Clinical laboratory findings Patients had significant leukopenia, lymphopenia, and neutropenia, especially in family II (Table II). Further immunophenotyping showed the lymphopenia to be predominantly caused by low CD81 T-cell numbers and CD271 memory B-cell numbers (Table II). Patients had significantly increased levels of serum IgE, IgG, and IgA (Table II) and protective antibodies to protein and polysaccharide antigens. Of the autoantibodies screened, only rheumatoid factor was consistently present, occurring in 5 of 7 patients tested (Table II). Genetic analyses Because patients of both sexes in family I were affected but their parents were not, we assumed an autosomal recessive model in searching for causal genetic variants. Whole-exome sequencing produced approximately 80 to 110 million paired-end reads per exome and provided an average of 80- to 100-fold sequencing coverage of greater than 90% protein-coding regions.


Approximately 70,000 high-confidence single nucleotide variants (SNVs) and small insertions/deletions (indels) were called from individually sequenced exomes. Variants were flagged if they met the following criteria: (1) they were nonsense, missense, splice site mutations/indels or frameshift indels, which altered protein-coding sequence; (2) they were novel or rare when compared with several public variation databases, including the dbSNP database and the National Heart, Lung, and Blood Institute’s Exome Variant Server; and (3) they were shared by all 4 sequenced patients in the same family. Any gene that was identified to carry 2 or more such variants was further investigated by filtering against the genotype of those variants in the parents. After this step, phosphoglucomutase 3 (PGM3; NM_001199917.1, OMIM 172100) emerged as the only possible candidate gene. We identified 2 novel compound heterozygous mutations in family 1’s PGM3, which completely segregated with disease: a missense variant (c.1585G>C, p. E529Q) was inherited from the mother, and a 5-bp deletion (c.1438_1442del, p. L480Sfs*10) causing a frameshift and premature stop was inherited from the father (Fig 3, A). PGM3 genotyping was confirmed by using Sanger sequencing. In family II whole-exome sequencing was initially performed on patients II.1 and II.2. We used a similar strategy as in family I for filtering, except that homozygous variants were favored because the parents were consanguineous. After filtering, only 15 rare/novel variants compatible with all the criteria remained. One of these was a missense mutation in PGM3 (c.975T>G, p.D325E; Fig 3, A). Sanger sequencing of PGM3 in an affected cousin identified the same homozygous mutation, as well as heterozygous carrier status in that patient’s unaffected parents.

Expression of PGM3 variants PGM3 is a member of the hexose phosphate mutase family and catalyzes the reversible conversion of GlcNAc-6-phosphate (GlcNAc-6-P) to GlcNAc-1-phosphate (GlcNAc-1-P). This is a key step in the synthesis of UDP-GlcNAc, which is critical for multiple glycosylation pathways, including N- and O-linked glycosylation. The structure of PGM3 and the locations of the mutations in the gene are shown in Fig 3, B. Both missense mutations in the patients result in the substitution of highly conserved amino acids (D325E and E529Q; Fig 3, C). By analogy to the structure of its closest available homolog, yeast N-acetylglucosamine-phosphate mutase, both missense mutations are proximal to a central active site cavity that is surrounded by active serine, metal-binding, sugar-binding, and phosphatebinding domains (domains 1-4, respectively; Fig 3, D). E529 is in the conserved substrate-binding loop of PGM3. Replacement of glutamine with glutamate removes a negatively charged moiety that normally interacts with positively charged K481; disruption of this interaction likely destabilizes a defined substrate-binding conformation within the loop. By contrast, D325 is located at the interface between the metal-binding and sugar-binding domains, where it is expected to neutralize its net negative charge by interacting with positively charged K328. Replacement of aspartic acid with glutamic acid increases the length of the side chain, which likely forces rotation of the side chain into the interdomain region; this would break several critical hydrogen bonds and perturb interdomain regions near the active site that are critical for catalysis. Thus both missense mutations are expected to be hypomorphic.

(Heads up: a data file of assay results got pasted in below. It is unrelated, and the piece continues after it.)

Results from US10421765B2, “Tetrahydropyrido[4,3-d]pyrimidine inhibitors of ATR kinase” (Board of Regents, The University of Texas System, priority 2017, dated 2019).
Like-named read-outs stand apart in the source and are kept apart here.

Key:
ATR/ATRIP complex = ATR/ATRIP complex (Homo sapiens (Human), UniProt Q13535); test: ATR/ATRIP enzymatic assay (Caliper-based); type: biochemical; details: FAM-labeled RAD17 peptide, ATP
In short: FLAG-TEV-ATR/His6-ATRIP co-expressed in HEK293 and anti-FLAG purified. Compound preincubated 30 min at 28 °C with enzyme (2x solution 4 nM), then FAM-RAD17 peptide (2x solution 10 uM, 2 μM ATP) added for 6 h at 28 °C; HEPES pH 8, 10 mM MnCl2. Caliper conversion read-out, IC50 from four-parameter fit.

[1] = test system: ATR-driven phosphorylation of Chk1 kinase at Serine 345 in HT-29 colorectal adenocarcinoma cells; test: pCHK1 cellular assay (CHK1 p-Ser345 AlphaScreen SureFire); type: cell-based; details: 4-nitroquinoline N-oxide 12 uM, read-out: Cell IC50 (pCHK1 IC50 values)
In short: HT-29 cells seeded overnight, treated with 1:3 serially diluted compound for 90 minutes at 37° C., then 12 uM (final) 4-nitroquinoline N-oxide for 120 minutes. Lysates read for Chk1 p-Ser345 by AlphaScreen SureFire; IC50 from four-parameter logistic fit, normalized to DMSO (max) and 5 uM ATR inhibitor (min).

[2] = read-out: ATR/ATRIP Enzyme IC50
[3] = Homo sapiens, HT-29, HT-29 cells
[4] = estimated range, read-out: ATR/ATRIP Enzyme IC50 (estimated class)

TABLE I. Clinical characteristics of patients with hypomorphic PGM3 mutations

Family I

Patient no.

Age (y)/sex



Asthma, allergic rhinitis



Food allergy, allergic rhinitis, Atopic dermatitis, vasculitis, drug allergy erythema multiforme major

EBV viremia, sinopulmonary



Asthma, food allergy

Atopic dermatitis, vasculitis, erythema multiforme major

EBV viremia, pneumonia, molluscum, otitis, SSTI



Food allergy, drug allergy

Atopic dermatitis, vasculitis, EBV viremia, otitis, SSTI erythema multiforme major Atopic dermatitis, eczema herpeticum, HSV esophagitis, otitis, sinopulmonary erythema multiforme major

I.5 Family II




Atopic dermatitis, vasculitis, erythema multiforme major

Deceased (27/F) Asthma, allergic rhinitis

Pneumonia, otitis, SSTI



Food allergy, allergic rhinitis, Atopic dermatitis drug allergy

SSTI, fungal pneumonia, otitis, sinopulmonary



Allergic rhinitis

Atopic dermatitis

Flat warts, SSTI, otitis



Food allergy, FPIES

Atopic dermatitis

RSV, SSTI, otitis